Photographic positive, the stars of the Milky Way, glass / gelatin, photographed by James Short and Henry Chamberlain Russell, Sydney, New South Wales, Australia, 30 September, 1890, used at Sydney Observatory, Sydney, New South Wales, Australia
In 1887 the Government Astronomer, H.C. Russell began work on an international project to map the stars in the southern section of the heavens using photography. Planning for this began in 1887 and started in 1892 after which it continued to play a major role in the activities at Sydney Observatory up until the 1960s.
The success of this project depended upon a special kind of photographic telescope, officially known as an 'astrograph', but which Russell often referred to as the 'Star Camera'. The casing and mounts for the 'Star Camera' were made in New South Wales and were completed by 1890. As the lens, ordered from Sir Howard Grubb, had not arrived Russell experimented with a six-inch (15.2 cm) portrait lens made by J.H. Dallmeyer. Using this camera Russell took a number of scientific photographs of the stars which he felt were "Â?the first of their kind of the Southern Skies."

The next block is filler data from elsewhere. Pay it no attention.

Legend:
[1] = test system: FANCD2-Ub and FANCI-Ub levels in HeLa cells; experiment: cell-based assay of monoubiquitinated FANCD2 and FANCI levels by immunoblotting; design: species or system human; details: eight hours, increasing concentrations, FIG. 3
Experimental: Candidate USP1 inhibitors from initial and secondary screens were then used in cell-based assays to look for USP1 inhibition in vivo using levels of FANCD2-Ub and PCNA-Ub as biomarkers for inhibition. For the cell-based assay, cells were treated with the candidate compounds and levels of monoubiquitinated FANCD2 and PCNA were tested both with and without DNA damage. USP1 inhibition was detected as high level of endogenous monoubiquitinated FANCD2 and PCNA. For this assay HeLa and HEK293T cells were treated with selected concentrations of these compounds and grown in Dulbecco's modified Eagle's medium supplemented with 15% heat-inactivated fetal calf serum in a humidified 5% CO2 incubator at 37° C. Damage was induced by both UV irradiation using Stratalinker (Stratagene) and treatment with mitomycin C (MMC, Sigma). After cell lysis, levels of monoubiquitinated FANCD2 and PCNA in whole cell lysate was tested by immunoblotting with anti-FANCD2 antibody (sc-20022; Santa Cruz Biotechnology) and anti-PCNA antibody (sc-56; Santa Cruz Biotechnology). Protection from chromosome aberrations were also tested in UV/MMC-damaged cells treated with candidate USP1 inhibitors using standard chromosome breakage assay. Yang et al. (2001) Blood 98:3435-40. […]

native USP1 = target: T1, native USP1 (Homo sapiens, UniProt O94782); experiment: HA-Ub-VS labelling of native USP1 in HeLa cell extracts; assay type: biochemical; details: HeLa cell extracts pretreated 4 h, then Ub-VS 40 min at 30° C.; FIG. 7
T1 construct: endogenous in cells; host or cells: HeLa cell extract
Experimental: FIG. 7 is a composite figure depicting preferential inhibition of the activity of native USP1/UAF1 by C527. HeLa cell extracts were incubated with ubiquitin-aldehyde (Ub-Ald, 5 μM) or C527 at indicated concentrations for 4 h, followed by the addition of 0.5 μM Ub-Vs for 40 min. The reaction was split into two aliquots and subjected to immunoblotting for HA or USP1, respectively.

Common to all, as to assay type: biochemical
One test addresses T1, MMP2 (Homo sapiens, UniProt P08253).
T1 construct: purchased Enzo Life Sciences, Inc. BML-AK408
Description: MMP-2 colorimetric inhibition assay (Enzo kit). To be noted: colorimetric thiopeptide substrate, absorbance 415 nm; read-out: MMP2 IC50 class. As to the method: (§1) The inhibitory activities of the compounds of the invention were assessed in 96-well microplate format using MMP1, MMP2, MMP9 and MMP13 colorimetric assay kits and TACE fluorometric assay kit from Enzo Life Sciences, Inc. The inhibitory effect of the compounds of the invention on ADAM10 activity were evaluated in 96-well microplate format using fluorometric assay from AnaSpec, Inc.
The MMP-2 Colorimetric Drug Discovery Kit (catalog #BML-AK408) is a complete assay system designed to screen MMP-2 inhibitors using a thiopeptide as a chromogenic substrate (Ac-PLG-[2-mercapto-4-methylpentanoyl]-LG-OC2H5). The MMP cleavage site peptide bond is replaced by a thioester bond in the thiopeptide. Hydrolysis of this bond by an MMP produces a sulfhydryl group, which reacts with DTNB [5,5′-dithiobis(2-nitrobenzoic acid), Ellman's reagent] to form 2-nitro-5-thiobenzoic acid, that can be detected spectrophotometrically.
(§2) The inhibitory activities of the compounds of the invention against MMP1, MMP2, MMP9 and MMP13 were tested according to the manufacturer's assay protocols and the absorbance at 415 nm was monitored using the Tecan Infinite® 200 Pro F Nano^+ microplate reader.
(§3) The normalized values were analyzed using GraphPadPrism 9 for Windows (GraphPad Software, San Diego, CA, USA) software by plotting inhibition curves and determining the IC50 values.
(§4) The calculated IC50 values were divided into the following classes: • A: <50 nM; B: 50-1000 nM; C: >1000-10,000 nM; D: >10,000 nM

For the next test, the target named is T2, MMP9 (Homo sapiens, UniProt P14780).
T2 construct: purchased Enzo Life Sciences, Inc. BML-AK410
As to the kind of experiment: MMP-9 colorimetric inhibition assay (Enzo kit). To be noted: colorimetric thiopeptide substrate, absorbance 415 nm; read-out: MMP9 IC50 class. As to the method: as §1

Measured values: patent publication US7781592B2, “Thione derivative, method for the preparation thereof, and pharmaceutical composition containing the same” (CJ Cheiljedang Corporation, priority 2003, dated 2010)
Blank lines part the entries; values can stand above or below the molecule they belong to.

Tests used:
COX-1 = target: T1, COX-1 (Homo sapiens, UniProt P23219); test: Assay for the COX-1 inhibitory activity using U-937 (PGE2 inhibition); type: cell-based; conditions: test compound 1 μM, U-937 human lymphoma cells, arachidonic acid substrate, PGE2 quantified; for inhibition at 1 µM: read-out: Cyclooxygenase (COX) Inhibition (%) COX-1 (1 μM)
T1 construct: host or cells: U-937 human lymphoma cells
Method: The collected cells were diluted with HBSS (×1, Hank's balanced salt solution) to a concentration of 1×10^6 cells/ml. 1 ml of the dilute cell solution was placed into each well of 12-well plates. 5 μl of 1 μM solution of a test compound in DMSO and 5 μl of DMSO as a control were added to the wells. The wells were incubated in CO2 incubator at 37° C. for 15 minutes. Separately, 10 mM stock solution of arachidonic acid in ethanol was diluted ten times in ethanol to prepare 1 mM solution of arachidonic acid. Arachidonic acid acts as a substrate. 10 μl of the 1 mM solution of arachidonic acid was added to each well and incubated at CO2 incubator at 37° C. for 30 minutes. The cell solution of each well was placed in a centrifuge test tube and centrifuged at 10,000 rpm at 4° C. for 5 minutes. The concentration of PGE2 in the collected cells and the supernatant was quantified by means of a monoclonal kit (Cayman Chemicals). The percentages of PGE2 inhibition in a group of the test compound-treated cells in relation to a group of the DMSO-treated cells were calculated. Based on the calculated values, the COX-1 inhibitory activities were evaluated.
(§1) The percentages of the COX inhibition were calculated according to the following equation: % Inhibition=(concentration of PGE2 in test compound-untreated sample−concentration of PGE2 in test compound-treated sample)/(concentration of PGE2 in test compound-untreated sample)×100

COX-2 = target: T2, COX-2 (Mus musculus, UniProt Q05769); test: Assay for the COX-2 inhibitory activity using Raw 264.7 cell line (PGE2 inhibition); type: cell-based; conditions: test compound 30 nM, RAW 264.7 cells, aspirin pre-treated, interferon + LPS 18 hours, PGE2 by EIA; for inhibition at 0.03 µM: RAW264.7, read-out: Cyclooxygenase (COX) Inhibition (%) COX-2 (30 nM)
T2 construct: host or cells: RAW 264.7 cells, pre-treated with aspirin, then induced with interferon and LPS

Negatives taken by Russell,and his camera operator James Short, were printed and bound into a book entitled 'Photographs of the Milky Way and Nubeculae taken at Sydney Observatory 1890'. This positive is described as having 'very perfect definition' after being exposed for one hour though 17.58 to 30.25 degrees. The exposure went from 9.00pm to 10.00 pm when it was stopped due to the clouds beginning to cover the sky. For more information see attached Powerhouse Museum Theme 'Sydney Observatory Star Camera First Photographs 1890'.
Geoff Barker, Curatorial, September, 2008
Bhathal, R., Australian Astronomer; John Tebbutt, Kangaroo Press, Kenthurst, NSW, 1993
Haynes, Raymond, Haynes, Roslynn, Malin, David, McGee, Richard, Explorers of the Southern Sky, Cambridge University Press, 1996
Nangle, J., 'The Sydney Observatory; its history and work, Sydney Technical College, 1930
Russell, H.C., Photographs of The Milky-Way & Nubeculae taken at Sydney Observatory, 1890, publisher unknown, 1891-1907
The image was photographed by James Short and Henry Chamberlain Russell on the 30th September 1890 at Sydney Observatory, Observatory Hill, Sydney, New South Wales, Australia.
These astrographic plates were acquired by the Powerhouse Museum as a part of the Sydney Observatory collection in the 1980s. They form part of a larger collection of glass plate negatives taken using the Sydney Observatory astrograph from 1890 onwards. Around 770 plates were in the museums collection in 2008 but thousands more are held by the Macquarie University, Sydney. This particular group of glass plates are among the earliest known to have been taken using the Sydney Astrographic Camera but were not used in the International 'Mapping the Stars Project'.
Geoff Barker, September, 2008